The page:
Gini Dietrich is the founder and CEO of Arment Dietrich, a Chicago-based integrated marketing communications firm. She is the lead blogger here at Spin Sucks and is the founder of Spin Sucks Pro. She is the co-author of Marketing in the Round and co-host of Inside PR. Her second book, Spin Sucks, is available now.

7 comments
Nancy Alcorn
Nancy Alcorn

This is where you will get people to click your affiliate links. Website development is not as hard as it once was and there are many tools now that can practically automate the entire design process.

Gini Dietrich
Gini Dietrich

It's kind of self-serving for me to say that small businesses should hire outside consultants to help them drive an online strategy. So I thank each of you for making the case for me! :)

Bruce Carlson
Bruce Carlson

Hi Gini,

You really hit the nail on the head here, and that horrible word "overwhelming" sums it up perfectly. So many business owners know they should be doing something to bring the Web into their marketing/PR mix, but don't know where to start.

So what's the first step? I think businesses definitely have to bring in an outside consultant/coach to sit down with them and go over the big picture and help set up a marketing plan -- one that includes social media. After that, if the business wants to keep tasks in house, training would need to be done for staff. The business's entire team needs to really be involved in things, and maybe that's one of the biggest obstacles, since you can have such a wide gap in opinions about the value of the Web within one group of people. Oftentimes the biggest anti-Web voices are those doing the marketing/PR! It's scary to change. Easier to just sit on those old practices and hope that they start to work again. Only problem is things aren't going to go back to how they used to be...

Gini Dietrich
Gini Dietrich

So Jon, are you recommending that business leaders hire someone to come in and help them set an online marketing strategy and be sure they have the team (either internal or external) set up to execute?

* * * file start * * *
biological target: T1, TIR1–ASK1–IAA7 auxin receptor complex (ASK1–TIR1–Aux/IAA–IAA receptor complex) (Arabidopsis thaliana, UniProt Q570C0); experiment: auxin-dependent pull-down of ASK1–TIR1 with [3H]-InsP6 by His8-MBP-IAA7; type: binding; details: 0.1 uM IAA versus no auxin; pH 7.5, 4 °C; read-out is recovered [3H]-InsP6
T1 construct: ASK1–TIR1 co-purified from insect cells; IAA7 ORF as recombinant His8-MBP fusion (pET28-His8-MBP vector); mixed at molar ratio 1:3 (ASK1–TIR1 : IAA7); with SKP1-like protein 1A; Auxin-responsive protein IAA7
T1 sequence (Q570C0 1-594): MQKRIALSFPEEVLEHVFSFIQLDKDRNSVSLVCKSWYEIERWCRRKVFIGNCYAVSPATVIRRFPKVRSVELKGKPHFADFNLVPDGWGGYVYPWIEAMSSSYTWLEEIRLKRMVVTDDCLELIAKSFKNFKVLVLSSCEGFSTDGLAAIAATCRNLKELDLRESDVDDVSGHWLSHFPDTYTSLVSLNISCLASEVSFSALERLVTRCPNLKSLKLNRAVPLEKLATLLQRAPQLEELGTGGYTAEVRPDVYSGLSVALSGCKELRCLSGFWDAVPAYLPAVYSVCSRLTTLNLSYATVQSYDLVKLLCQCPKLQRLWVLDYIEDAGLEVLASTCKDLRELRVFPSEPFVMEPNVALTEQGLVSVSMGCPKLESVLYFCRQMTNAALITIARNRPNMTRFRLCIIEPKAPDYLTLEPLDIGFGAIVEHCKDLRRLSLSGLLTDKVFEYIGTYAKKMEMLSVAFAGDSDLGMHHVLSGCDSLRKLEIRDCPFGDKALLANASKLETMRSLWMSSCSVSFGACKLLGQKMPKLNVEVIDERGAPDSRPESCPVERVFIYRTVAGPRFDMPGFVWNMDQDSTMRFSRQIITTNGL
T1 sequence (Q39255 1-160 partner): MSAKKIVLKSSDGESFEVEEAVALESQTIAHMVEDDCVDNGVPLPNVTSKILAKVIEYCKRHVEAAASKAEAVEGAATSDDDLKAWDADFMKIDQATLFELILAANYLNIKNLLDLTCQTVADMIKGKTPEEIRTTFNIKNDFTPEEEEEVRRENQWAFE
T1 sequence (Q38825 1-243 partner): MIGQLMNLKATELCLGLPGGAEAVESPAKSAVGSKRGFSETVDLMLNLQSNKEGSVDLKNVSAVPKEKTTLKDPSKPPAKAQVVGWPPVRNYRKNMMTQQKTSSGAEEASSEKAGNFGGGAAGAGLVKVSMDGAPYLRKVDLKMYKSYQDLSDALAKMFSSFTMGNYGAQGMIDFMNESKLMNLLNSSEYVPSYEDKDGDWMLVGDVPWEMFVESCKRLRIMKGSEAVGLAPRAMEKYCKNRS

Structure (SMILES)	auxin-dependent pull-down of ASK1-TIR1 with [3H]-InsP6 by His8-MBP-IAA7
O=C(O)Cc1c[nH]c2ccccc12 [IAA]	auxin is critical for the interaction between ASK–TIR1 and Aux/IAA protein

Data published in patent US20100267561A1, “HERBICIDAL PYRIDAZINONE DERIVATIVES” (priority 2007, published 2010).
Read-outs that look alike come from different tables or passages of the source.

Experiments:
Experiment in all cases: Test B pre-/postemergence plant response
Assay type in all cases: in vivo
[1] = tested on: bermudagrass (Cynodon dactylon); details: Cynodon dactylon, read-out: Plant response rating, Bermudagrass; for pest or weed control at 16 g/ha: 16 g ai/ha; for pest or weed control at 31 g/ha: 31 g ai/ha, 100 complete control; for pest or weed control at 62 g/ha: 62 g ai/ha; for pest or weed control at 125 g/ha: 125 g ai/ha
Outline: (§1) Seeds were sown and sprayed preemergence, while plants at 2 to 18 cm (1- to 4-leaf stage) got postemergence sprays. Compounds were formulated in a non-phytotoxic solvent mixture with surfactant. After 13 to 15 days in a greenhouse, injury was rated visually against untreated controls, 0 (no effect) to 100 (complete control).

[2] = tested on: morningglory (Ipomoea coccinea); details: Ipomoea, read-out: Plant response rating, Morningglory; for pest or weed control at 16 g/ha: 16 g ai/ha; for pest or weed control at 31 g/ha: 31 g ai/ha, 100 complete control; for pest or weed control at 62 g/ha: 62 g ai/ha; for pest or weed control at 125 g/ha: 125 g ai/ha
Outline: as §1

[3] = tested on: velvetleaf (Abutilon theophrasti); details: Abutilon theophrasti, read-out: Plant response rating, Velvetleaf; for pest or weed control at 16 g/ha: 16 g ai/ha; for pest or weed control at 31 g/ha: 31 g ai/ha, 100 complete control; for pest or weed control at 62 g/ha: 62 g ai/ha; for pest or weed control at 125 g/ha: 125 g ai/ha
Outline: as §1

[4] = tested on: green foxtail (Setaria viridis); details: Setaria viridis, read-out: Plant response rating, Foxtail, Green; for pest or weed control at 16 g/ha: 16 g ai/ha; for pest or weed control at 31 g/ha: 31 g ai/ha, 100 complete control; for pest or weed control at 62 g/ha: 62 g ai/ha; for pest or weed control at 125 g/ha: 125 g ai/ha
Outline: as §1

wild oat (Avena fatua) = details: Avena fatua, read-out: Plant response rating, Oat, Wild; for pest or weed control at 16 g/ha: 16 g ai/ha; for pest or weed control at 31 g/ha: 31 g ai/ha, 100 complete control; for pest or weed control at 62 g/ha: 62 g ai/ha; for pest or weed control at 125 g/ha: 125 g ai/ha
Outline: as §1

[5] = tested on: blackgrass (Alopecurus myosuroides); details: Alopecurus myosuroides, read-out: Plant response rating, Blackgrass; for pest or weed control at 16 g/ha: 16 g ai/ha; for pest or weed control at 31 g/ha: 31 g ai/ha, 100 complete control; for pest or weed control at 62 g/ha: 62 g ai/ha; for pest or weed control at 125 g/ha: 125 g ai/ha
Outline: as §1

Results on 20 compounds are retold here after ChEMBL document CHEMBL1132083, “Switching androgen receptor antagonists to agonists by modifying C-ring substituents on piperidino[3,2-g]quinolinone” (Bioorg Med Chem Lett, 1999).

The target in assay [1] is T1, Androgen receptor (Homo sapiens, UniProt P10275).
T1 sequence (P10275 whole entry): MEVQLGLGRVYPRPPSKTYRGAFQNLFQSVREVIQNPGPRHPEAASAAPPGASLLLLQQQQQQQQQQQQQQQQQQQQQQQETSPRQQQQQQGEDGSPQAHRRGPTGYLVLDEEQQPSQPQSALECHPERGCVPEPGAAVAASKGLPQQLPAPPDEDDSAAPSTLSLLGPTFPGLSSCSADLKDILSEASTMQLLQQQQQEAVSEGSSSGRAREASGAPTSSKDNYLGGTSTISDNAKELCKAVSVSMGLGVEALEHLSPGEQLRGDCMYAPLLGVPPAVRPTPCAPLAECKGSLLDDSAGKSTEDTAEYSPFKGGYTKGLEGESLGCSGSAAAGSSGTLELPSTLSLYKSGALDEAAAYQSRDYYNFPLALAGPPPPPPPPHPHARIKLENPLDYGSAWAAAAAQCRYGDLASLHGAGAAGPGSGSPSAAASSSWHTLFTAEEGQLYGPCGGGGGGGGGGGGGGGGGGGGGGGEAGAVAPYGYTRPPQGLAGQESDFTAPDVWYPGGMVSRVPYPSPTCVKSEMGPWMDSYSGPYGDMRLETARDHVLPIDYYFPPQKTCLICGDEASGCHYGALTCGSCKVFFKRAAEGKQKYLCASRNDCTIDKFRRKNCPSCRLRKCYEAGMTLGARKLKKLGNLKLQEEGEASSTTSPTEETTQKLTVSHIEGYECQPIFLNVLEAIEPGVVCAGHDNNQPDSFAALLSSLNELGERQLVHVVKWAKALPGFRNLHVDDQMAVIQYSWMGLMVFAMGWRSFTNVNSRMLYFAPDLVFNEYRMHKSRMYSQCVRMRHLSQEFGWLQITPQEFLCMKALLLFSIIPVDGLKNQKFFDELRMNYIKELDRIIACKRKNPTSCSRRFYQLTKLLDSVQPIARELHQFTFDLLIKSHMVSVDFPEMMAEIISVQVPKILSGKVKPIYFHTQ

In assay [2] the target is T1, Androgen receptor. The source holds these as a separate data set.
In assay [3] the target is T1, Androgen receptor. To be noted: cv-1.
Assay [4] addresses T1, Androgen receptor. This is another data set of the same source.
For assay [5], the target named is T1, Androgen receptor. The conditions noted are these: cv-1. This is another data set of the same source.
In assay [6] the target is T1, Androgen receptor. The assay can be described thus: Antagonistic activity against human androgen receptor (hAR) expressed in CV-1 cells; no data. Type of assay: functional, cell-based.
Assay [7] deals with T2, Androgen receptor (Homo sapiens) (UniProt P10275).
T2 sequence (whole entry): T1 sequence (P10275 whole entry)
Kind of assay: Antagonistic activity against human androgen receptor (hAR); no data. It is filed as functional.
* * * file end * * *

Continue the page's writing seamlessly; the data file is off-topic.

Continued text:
Jon Buscall
Jon Buscall

Because business leaders are often so busy it can actually be worth their time to sit down and go through things with a consultant 1X1. Sure, conferences and training seminars are great. But just sitting there in front of a laptop and showing someone what's happening out there can be really worthwhile.

You have structure the training and work with a clear goal in mind, of course.

I find that management have to have an understanding of the core features of online marcom to be able to evaluate their team, get their head around strategic online marketing and keep up.

Gini Dietrich
Gini Dietrich

Rich - you are so right! At the beginning of the recession, LOTS of companies cut their PR/marketing budgets. Now they're scrambling trying to fill the pipeline. They are losing coming out of the recession, too. Thanks for the tip on what to do first!

Richard Becker
Richard Becker

Gini,

There seems to be no shortage of ignorance in business.

The study I was looking at today suggests that the only companies that increased their communication/public relations budgets last year were companies that the employees considered long-term strategic focused companies that were innovative and people driven. Right, those were the companies that grew threw the recession. The rest, they lost ground.

The first step, it seems to me, is to develop their strategic communication or marketing plan and then determining where the Internet falls within the budget.

All my best,
Rich